With a lot of the fleet stuck in the big wind hole around Saint Lucia, and the forecast not predicting the winds to fill-in for the next day or two, crews have been honing their light-winds sailing techniques. To add 'insult to injury', what wind there is is westerly in direction, so boats are beating for the first time in the crossing.
Grateful Red (USA) on tacking an
gles: "We are now beating at six knots to Grenada (or we could go on the other tact and beat to St Bart) - but we are sailing fast. Following the sailing proverb 'better to go fast to nowhere than slow to somewhere'." Clearlake II (GBR) are also having problems laying Saint Lucia "Winds gradually died overnight to around 5-6 knots. They’ve also veered round from the E towards W. So now we are heading close to wind in a NW direction; we’re making a good course for Guadaloupe!"
In the wind hole, there is a degree of philosophy regarding arrival times and sailing vs motoring. The race boats have no choice but to wait it out, or to motor and retire. Lancelot (GBR) skipper explains the tactics: " We made slow but steady progress throughout the night and well done to all of the crew who kept the boat moving well in the light conditions. In these light winds it is important to do everything smoothly, from movements of the wheel, moving around the boat and trimming sails with the idea being not to disrupt the air flow through the sails and allow the boat to create some of its own apparent wind to keep us moving." Onboard EH01 (GBR): "All credit to the crew who seem to be taking this very well, nary a mention of the iron topsail yet uttered (engine to you) just sleeping, playing backgammon and sunbathing. Top credit to Bertie who has worked hard to get the boat moving.
PS: YAAHOOOOOOOOOOOOOOO 5kts of wind and sailing the right way at3 kts!"
Thanks to Casamara (GBR) for the pictures of the crew swimming behind the boat.
One of the benefits of closing land is the re-appearance of dolphins - Glass Slipper (USA) reported over 50 dancing around the boat at one time, and Kantara (GBR) another 20. Island Wanderer (GBR) encountered whales: "Not content with that, the afternoon presented one of the closest whale watching activities to date, as the boat manoeuvred between two large whales, possibly sperm whales, that slowly languished in the gentle seas." Another 'close wildlife encounter' on catamaran Ensemble (AUS), where a flying fish tried to 'kiss' Magli while she was on the helm - no mean feat as the helm is 2m above the water!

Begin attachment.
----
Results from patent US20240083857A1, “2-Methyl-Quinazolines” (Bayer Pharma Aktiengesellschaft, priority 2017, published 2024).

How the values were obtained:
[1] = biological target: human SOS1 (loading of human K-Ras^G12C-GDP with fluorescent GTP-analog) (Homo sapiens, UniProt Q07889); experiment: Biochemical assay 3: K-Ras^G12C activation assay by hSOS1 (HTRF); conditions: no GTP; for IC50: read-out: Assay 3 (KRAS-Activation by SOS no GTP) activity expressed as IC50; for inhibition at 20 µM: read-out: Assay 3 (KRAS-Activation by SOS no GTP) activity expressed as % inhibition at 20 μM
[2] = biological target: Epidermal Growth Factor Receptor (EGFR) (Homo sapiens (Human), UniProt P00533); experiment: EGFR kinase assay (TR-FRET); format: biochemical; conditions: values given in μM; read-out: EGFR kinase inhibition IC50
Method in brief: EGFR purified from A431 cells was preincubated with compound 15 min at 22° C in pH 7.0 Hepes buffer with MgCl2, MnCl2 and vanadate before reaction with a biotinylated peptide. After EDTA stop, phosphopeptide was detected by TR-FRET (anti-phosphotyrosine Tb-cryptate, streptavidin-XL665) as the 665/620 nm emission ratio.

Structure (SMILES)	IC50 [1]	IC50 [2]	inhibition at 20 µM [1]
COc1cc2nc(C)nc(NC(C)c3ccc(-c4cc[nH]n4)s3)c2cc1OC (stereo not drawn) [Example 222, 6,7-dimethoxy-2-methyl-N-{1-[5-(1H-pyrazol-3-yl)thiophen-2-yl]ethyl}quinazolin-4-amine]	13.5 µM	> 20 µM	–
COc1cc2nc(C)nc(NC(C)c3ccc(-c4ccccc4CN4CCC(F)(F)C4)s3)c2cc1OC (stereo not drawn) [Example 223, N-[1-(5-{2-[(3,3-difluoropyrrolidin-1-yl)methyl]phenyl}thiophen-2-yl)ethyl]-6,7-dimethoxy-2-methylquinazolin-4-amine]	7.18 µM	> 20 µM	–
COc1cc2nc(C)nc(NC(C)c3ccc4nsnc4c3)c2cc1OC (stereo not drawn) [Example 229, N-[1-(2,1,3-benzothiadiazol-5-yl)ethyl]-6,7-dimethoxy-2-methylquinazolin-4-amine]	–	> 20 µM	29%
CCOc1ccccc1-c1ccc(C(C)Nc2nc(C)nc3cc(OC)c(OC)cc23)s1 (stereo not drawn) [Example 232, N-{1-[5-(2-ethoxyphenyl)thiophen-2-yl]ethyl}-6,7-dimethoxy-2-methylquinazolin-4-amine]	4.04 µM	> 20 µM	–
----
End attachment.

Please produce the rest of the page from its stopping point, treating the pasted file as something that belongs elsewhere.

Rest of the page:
Learning continues onboard - congratulations to Ilya on Cheeki Rafiki (GBR) who passed the RYA SRC (short range radio certificate) while onboard, and with high marks! An unorthodox classroom, and maybe a first for the ARC? Cap'n Vicky on Diamonds Are Forever (GBR) has instituted the 'captains corner' during lunch: "a five minute open session for the crew to get help on any type of sailing question or area they want - today was the points of sail and the dangers of 'Sailing by the Lee',
tomorrow we are tackling bowlines and wednesday perhaps tropical
weather." All good stuff.
The light winds also brought opportunities for more ocean swimming and larking about (see pictures from Casamara and Clearlake II. The last of the downpours also provided an opportunity to wash the boat and crew - thanks to Great Escape for the picture!
The last word to Susanne (FIN) whose Finnish crew celebrated their independence day yesterday by making their Swedish crew member do all the chores. Or so they say!